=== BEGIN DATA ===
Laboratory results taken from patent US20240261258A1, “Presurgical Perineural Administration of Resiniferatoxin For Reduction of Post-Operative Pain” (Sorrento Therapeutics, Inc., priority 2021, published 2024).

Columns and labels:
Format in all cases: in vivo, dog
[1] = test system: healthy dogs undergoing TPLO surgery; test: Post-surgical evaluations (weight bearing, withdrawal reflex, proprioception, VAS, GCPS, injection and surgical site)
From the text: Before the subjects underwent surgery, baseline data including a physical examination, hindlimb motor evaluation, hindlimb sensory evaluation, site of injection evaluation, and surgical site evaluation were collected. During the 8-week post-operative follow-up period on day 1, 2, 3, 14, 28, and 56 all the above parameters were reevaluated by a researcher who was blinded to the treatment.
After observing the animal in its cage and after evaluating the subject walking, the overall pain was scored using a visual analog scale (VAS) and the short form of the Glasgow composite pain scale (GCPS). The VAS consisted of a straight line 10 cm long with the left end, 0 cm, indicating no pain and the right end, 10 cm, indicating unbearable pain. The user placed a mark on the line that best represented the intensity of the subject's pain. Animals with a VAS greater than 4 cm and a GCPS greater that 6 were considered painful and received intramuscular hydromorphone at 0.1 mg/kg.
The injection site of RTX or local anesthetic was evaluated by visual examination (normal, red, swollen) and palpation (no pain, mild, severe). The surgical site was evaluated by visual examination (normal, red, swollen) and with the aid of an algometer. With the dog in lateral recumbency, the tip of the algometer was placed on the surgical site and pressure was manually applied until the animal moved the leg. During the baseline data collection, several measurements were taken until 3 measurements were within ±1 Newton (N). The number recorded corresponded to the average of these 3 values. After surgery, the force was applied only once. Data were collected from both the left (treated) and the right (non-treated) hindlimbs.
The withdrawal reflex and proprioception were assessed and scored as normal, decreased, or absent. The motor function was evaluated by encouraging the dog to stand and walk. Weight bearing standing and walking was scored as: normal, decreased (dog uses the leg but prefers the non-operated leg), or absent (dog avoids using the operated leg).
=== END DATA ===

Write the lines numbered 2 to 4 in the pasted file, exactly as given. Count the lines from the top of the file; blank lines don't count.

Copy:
Columns and labels:
Format in all cases: in vivo, dog
[1] = test system: healthy dogs undergoing TPLO surgery; test: Post-surgical evaluations (weight bearing, withdrawal reflex, proprioception, VAS, GCPS, injection and surgical site)